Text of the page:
hype cycle [English]
n. ~ A sequence of five stages in the introduction, adoption, and maturation of technology that can help identify if and when it makes sense to adopt the technology.
The stages include · a trigger, when a technology innovation captures public interest; · inflated expectations, when and people see significant, potential impact and a few success stories receive a lot of attention; · disillusionment, when early implementations fail to meet expectations; · enlightenment, when enough there are enough successes and failures to give people a realistic understanding of the benefits and limits of the technology; and · productivity, when the technology becomes mainstream. Developed by Gartner, which publishes annual reports that indicates where important, emerging technologies are on the hype cycle.
- Gartner IT Glossary (†298 s.v. "hype cycle"): A Gartner model designed to help clients make intelligent decisions about when to implement emerging technologies. The Gartner Hype Cycle provides not only a scorecard to separate hype from reality, but also a model that can be used to decide when it makes sense for an enterprise to move forward with a new technology. The five phases in the Hype Cycle are: · Technology Trigger · Peak of Inflated Expectations · Trough of Disillusionment · Slope of Enlightenment · Plateau of Productivity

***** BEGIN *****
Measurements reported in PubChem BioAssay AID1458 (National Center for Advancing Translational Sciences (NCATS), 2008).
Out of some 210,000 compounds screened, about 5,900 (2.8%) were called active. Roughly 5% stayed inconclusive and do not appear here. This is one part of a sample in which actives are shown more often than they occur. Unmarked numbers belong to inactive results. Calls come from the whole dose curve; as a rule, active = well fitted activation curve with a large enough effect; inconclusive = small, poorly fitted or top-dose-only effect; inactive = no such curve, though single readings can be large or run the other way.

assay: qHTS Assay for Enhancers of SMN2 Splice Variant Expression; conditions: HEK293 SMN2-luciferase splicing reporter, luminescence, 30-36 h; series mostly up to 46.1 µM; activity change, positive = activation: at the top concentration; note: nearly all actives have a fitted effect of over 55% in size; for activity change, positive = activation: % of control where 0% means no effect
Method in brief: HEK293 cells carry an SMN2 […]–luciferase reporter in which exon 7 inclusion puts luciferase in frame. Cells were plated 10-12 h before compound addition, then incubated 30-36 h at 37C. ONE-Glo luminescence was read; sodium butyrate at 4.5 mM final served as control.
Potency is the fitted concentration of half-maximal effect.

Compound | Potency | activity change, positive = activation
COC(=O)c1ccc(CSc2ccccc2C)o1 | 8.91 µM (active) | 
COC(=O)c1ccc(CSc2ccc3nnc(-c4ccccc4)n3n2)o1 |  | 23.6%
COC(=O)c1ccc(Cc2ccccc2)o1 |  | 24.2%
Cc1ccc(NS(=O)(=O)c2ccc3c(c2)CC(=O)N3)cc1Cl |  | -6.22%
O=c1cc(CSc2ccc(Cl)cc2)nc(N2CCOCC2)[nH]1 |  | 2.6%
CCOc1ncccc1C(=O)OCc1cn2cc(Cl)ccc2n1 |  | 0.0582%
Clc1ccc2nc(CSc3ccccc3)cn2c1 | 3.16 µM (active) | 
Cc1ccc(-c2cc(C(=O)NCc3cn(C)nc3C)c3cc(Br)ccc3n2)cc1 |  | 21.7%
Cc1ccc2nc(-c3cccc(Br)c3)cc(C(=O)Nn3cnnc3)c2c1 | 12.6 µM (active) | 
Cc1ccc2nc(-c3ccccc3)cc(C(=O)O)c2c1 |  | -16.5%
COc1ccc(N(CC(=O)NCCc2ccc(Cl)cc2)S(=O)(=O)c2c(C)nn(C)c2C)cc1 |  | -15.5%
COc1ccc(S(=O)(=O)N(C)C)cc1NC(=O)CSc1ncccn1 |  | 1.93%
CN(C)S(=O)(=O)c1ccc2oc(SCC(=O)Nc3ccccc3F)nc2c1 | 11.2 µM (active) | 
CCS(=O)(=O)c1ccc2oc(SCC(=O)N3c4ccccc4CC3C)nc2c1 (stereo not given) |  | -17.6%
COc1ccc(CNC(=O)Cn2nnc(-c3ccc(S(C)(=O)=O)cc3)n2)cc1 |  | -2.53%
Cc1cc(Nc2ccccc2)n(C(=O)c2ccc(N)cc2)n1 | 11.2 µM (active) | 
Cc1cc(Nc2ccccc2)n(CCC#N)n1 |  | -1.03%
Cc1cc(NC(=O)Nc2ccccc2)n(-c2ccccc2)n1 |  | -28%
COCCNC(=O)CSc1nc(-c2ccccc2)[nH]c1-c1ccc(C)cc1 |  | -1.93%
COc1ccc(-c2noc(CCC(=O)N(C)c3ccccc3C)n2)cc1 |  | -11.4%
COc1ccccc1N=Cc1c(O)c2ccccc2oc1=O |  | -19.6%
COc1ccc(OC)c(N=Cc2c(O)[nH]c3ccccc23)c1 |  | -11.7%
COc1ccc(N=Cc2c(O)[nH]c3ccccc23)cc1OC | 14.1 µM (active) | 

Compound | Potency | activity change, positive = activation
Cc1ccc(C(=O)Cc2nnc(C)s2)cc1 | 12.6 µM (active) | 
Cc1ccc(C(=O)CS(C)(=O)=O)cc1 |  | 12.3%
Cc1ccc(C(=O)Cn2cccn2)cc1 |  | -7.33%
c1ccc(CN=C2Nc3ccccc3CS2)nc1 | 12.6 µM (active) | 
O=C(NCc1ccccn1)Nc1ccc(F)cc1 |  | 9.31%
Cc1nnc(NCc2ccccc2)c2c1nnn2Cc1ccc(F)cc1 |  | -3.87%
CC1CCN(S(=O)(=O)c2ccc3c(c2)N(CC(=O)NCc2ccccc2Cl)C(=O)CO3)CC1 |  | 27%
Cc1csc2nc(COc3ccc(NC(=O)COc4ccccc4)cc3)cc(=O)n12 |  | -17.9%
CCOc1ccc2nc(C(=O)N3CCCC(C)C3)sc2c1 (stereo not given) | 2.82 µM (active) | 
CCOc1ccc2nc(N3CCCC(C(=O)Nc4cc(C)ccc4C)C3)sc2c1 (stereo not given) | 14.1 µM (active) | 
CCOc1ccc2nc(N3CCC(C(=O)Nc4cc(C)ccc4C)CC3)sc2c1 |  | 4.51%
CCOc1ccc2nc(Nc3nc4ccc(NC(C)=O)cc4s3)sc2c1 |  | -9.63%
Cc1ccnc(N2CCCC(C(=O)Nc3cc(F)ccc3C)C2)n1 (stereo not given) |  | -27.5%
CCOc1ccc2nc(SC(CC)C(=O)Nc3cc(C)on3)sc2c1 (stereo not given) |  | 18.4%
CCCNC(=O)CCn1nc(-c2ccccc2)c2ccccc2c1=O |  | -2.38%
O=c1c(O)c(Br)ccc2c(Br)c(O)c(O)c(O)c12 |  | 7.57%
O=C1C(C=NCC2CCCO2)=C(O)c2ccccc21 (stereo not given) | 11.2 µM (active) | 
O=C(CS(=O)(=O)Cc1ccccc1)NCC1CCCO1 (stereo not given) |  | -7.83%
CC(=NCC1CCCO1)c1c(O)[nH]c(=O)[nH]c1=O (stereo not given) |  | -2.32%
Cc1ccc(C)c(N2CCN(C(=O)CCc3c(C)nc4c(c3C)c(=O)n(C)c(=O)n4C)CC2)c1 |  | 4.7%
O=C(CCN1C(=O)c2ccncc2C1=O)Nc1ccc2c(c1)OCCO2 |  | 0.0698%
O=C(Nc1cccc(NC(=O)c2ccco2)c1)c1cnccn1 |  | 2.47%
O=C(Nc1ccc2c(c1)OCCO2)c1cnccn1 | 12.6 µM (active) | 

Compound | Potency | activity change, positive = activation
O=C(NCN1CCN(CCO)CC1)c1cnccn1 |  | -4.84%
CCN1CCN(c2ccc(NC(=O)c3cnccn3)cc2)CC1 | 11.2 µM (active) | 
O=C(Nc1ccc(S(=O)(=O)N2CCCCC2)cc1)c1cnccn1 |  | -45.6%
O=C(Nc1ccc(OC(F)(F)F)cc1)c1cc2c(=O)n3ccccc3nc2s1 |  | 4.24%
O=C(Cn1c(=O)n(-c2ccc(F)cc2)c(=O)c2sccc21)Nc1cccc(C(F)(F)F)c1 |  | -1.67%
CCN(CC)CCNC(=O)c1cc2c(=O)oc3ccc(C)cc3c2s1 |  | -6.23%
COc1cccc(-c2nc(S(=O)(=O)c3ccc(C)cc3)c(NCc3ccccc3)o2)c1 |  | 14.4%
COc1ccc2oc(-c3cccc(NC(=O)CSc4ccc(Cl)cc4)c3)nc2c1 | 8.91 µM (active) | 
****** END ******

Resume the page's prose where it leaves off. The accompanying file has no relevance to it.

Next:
- Wikipedia (†387 s.v. hype cycle): A branded graphical tool developed and used by IT research and advisory firm Gartner for representing the maturity, adoption and social application of specific technologies.
- Hype Cycles 2013 (†268 ): Each Hype Cycle drills down into the five key phases of a technology’s life cycle. · Technology Trigger: A potential technology breakthrough kicks things off. Early proof-of-concept stories and media interest trigger significant publicity. Often no usable products exist and commercial viability is unproven. · Peak of Inflated Expectations: Early publicity produces a number of success stories–often accompanied by scores of failures. Some companies take action; many do not. · Trough of Disillusionment: Interest wanes as experiments and implementations fail to deliver. Producers of the technology shake out or fail. Investments continue only if the surviving providers improve their products to the satisfaction of early adopters. · Slope of Enlightenment: More instances of how the technology can benefit the enterprise start to crystallize and become more widely understood. Second- and third-generation products appear from technology providers. More enterprises fund pilots; conservative companies remain cautious. · Plateau of Productivity: Mainstream adoption starts to take off. Criteria for assessing provider viability are more clearly defined. The technology’s broad market applicability and relevance are clearly paying off. (†232)